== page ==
$1 Billion Here $20 Billion There


A tsunami of tax measures is on California’s horizon, with the leading edge breaking on our shores in November 2024. This could be an inflection point, with significantly higher taxes — particularly at the local and regional level — exacerbating unaffordability for millions of residents and businesses alike.

Across California, agencies are struggling to fund promised services while protecting their employees and our state government faces a California’s massive deficit.

Raising taxes is the go to solution. The rub: more voters are resisting higher taxes, unless they aren’t on the hook for paying them. Millionaire taxes remain popular. Apartment renters may be amenable to taxing property owners if they don’t make the connection to their own cost of living.

Enter stage left: ACA-1, a constitutional amendment on the November 2024 ballot.

ACA-1 is supported by the California League of Cities and opposed by California’s Chamber of Commerce, Association of Realtors, and leading business and individual taxpayers’ organizations. If passed, ACA-1 will lower the threshold to pass many new taxes from 2/3 to 55%, particularly if the tax measure states it will fund affordable housing or infrastructure (which could encompass a wide swath of tax proposals). If ACA-1 passes, it is instantaneously effective, lowering the threshold for tax measures that are on that same November ballot. This will spur a tidal wave of bond and other tax measures starting in November 2024 and, if ACA-1 passes, extending through 2026 and beyond until tax exhaustion peaks.

Per Dr. Gary Galles, economics professor at Pepperdine University: “ACA 1 would sharply lower Proposition 13’s two-thirds voter threshold to 55% for local special taxes to fund ‘infrastructure’ so vaguely defined that virtually anything could qualify.”

Bond measures typically last 30 years. So the impact of ACA-1 cannot be unwound for a generation even if it is repealed or modified in the next decade.

CO$T is currently tracking a number of local and regional measures that could be on the November ballot and will keep you posted. The first big one moving forward is a Bay Area regional tax measure that would greenlight the Bay Area Housing Finance Authority (BAHFA) issuing up to $20 billion in bonds (which could cost taxpayers twice that with interest). This is projected to add $120 in property taxes per $1 million assessed valuation over the bond’s 30-year life.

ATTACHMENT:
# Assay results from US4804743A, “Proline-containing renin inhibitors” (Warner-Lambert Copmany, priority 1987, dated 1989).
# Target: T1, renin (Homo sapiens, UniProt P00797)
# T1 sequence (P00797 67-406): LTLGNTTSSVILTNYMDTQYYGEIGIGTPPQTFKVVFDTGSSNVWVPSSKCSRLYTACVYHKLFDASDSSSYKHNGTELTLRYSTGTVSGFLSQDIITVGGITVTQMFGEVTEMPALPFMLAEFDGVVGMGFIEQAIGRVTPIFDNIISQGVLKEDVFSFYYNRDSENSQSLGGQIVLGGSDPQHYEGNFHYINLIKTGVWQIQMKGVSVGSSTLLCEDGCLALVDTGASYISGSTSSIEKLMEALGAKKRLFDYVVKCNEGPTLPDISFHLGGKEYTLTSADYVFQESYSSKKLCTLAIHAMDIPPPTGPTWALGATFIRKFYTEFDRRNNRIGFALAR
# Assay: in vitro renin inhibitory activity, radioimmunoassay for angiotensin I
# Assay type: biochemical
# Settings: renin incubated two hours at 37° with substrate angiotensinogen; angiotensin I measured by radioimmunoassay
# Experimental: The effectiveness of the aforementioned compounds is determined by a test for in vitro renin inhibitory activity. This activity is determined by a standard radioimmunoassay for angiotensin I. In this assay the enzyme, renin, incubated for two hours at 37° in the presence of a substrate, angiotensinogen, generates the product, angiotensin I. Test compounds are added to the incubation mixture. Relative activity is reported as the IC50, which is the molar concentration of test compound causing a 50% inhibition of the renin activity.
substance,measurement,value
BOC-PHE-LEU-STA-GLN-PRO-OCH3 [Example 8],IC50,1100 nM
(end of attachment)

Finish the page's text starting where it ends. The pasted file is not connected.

As detailed in our letter to Marin County Supervisors, this is a very expensive, inefficient way of funding a small amount of affordable housing and obligating local governments (= taxpayers) to provide in perpetuity a host of consequent, unfunded services and subsidies.

The BAHFA bond could be on the same ballot as a second try at passing a $1 billion Tam Union High School District tax very similar to Measure A that voters rebuffed in the March election. Tam Union’s board will likely hire this month consultants and pollsters to assess how to get more Yes votes in a retry.

Several Marin cities are also looking to place bond and sales tax measures before voters in November. If taxpayers are to avoid being drowned by the tsunami – or if they are concerned about the fates of their children, friends and neighbors — they are going to have to start being selective. COST will also be selective, using our existing Sensible Tax Criteria and developing new Bond Guidelines and Guardrails to screen tax proposals.

While the outlook is concerning, it is possible that voters will reject ACA-1. It is disturbing that Marin County supervisors aren’t waiting for the November vote.

They will consider on April 2 (agenda item 6) approving money to create an affordable housing two year Fixed Term Principal Planner position at a cost of $450,000. This person would oversee and direct Marin’s portion of the not-yet-approved BAHFA bond program.

This reminds us of Tam Union High School District, which many months before the ill-fated vote on Measure A, also hired a bond project manager as well as spending over $7 million on developing plans for large new building complexes at Redwood and Tam high schools. It’s fiscally irresponsible to spend our tax dollars gambling on the outcome of a future election.

Email your Supervisor NOW. Join us in urging Marin Supervisors to (1)Vote no on hiring an affordable housing Principle Planner at least until voters approve the BAHFA measure and (2)seriously consider opting out of the regional tax measure as not in the best interests of Marin County residents.

If you are concerned about the tax tsunami, please consider a donation to COST today to help fund our advocacy on behalf of Marin taxpayer-voters.

Click here to read COST’s letter to Marin County’s Board of Supervisors to learn more about our objections to the BAHFA bond measure and why Marin should reject this proposal as unduly costly, financially inefficient, and fiscally irresponsible.

$1 Billion Here $20 Billion There